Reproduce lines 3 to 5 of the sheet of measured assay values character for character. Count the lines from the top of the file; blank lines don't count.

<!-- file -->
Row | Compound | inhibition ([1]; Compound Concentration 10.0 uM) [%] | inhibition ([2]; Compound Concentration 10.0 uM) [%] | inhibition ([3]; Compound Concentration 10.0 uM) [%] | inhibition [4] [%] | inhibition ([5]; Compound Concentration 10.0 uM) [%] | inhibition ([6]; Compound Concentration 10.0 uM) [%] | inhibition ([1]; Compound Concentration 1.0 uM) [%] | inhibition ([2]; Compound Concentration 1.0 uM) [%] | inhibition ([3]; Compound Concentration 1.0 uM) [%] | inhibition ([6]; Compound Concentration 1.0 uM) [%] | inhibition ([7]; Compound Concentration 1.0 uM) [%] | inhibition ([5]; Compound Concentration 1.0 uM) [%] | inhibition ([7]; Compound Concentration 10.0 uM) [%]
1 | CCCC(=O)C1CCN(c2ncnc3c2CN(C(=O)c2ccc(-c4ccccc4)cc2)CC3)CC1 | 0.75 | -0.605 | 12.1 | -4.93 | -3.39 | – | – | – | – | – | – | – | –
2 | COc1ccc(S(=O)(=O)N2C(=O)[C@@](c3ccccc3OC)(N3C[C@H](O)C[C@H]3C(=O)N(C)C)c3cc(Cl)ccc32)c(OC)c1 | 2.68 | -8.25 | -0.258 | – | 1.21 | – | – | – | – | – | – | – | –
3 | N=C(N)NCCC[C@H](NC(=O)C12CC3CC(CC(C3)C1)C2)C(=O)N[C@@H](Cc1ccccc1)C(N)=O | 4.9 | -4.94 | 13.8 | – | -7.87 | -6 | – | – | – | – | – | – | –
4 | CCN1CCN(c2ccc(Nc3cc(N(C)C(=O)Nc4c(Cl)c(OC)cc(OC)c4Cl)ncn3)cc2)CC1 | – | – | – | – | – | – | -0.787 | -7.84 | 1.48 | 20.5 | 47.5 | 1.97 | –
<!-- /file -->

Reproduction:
2 | COc1ccc(S(=O)(=O)N2C(=O)[C@@](c3ccccc3OC)(N3C[C@H](O)C[C@H]3C(=O)N(C)C)c3cc(Cl)ccc32)c(OC)c1 | 2.68 | -8.25 | -0.258 | – | 1.21 | – | – | – | – | – | – | – | –
3 | N=C(N)NCCC[C@H](NC(=O)C12CC3CC(CC(C3)C1)C2)C(=O)N[C@@H](Cc1ccccc1)C(N)=O | 4.9 | -4.94 | 13.8 | – | -7.87 | -6 | – | – | – | – | – | – | –
4 | CCN1CCN(c2ccc(Nc3cc(N(C)C(=O)Nc4c(Cl)c(OC)cc(OC)c4Cl)ncn3)cc2)CC1 | – | – | – | – | – | – | -0.787 | -7.84 | 1.48 | 20.5 | 47.5 | 1.97 | –